In a similar vein, in a short blog entitled Think about the Nation, published in the London Review of Books on 16th Feb 2024, Skye Arundhati Thomas reveals a worrying trend of rising Hindu nationalism in India, manifesting in cultural and political spheres and leading to increased persecution and violence against minorities, but Muslims in particular. It is centred on the infamous Bollywood actress Kangana Ranaut’s visit to the Israeli embassy and promotion of her film Tejas. In doing so, it highlights the growing economic, security and ideological alliance between India and Israel, including the procurement of military-grade drones, which are becoming the new weapon of war, not only against external threats but increasingly, as we are seeing at this very moment in Gazza and the borders of Punjab, on civilian internal populations. As Thomas notes:

“…a company called Atharva Advanced Systems and Technologies was incorporated in Gujarat as a wholly owned subsidiary of Adani Defence Systems and Technologies. In November, Adani sold a 44 per cent stake to Israel’s Elbit Systems. Adani and Elbit have been building Hermes 900 drones together in Hyderabad since 2018; the primary user is the Israeli Air Force. Last year Adani bought a majority stake in the Port of Haifa (where Elbit happens to be based). The Indian tricolour flies next to the Israeli flag.’

The historical experiences of oppression can have a complex and lasting impact on the present. While it is important to remember the horrors of the past, such as the Holocaust and British imperialism in India, it is also crucial to look beyond them and understand how these experiences can shape current realities. Both Israel and India were born from the ashes of colonialism, and both countries have grappled with the legacy of oppression. In Israel, the treatment of Palestinians has been heavily criticized, with some drawing comparisons to the historical persecution of Jews. In India, the rise of Hindu nationalism and oppression faced by ethnic and religious minorities, Adivasis, Dalits, and women, have sparked concerns about echoes of the country’s colonial past.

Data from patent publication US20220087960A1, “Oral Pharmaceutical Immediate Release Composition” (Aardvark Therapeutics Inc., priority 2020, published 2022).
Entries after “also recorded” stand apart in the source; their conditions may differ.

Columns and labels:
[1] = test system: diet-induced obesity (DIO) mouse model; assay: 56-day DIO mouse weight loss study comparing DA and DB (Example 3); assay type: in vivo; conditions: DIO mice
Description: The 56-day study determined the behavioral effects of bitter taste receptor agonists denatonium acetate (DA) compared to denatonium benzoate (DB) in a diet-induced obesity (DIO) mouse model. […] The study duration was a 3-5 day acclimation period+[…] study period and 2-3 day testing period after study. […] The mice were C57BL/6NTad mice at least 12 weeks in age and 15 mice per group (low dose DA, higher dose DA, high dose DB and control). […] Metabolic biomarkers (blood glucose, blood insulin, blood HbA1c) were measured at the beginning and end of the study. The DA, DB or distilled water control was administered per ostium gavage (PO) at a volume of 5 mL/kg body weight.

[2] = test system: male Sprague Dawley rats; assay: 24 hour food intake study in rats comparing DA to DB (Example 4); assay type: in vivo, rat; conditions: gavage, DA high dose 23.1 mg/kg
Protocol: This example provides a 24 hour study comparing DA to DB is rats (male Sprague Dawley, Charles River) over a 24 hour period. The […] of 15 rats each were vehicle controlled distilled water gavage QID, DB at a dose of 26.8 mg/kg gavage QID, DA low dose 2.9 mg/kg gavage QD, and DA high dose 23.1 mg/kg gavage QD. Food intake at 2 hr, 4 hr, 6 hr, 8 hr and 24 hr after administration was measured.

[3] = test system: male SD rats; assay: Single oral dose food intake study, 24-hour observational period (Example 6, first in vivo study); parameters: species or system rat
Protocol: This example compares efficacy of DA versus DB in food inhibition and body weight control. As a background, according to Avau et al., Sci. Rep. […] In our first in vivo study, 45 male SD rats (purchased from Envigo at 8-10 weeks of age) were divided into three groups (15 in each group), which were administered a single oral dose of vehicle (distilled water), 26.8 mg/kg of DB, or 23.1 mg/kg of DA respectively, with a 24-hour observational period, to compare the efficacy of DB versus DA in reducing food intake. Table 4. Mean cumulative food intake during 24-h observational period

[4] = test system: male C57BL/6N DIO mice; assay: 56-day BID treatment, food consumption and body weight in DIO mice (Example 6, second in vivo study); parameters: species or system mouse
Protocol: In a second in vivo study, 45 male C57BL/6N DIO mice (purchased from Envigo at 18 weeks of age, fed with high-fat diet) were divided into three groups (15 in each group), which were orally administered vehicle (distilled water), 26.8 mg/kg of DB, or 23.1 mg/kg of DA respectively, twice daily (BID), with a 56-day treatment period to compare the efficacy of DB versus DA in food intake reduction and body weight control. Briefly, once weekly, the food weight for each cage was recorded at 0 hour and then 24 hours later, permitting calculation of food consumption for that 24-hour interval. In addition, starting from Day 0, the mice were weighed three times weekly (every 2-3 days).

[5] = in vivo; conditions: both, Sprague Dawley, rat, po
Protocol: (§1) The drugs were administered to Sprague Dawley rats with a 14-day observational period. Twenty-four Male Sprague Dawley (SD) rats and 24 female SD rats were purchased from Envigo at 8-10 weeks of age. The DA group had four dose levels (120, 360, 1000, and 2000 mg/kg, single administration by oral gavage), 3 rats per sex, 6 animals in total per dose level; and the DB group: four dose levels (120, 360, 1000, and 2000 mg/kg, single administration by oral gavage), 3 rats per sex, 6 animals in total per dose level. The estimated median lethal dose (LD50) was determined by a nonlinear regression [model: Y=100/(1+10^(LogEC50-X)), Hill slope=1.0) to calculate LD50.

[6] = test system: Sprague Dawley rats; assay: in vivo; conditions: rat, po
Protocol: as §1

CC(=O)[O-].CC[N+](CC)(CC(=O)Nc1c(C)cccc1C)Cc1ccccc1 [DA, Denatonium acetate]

It is important to remember that not all members of a group that will have experienced historical oppression, up to and including genocide, become oppressors, and no doubt that the vast majority of ordinary Israelis and Indians, home and amongst the diaspora, would support justice, freedom, the rule of law and human rights. So, generalising entire populations is dangerous and inaccurate. However, acknowledging this historical cycle allows us to critically examine present circumstances and work towards breaking the chain of suffering. We must learn from the past to create a more just and equitable future. This means confronting uncomfortable truths, understanding the complexities of human experience, and working to build a world where all people can live free from oppression.

The struggle against oppression is the responsibility of all, though intellectuals and influencers have a special role. In the face of the rise of violent dictators across the world, the role of progressive intellectuals delineated by the late, great Palestinian activist and scholar, Edward Said, could not be more precinct: “For the intellectual, the task…is explicitly to universalise the crisis, to give greater human scope to what a particular race or nation suffered, to associate that experience with the sufferings of others.” Here, by calling for the “universalising the crisis”, Said is imploring intellectuals to connect particular instances of suffering, such as what is happening in Gaza at the moment, to broader common historical patterns of human oppression. It is by recognizing similar struggles and suffering across different groups, that one can promote empathy and solidarity. Ultimately, Said is calling on thinkers to deploy their intellectual labour to inform and inspire action for a more just world.

Gurnam Singh is an academic activist dedicated to human rights, liberty, equality, social and environmental justice. He is an Associate Professor of Sociology at University of Warwick, UK. He can be contacted at Gurnam.singh.1@warwick.ac.uk

* This is the opinion of the writer and does not necessarily represent the views of Asia Samachar.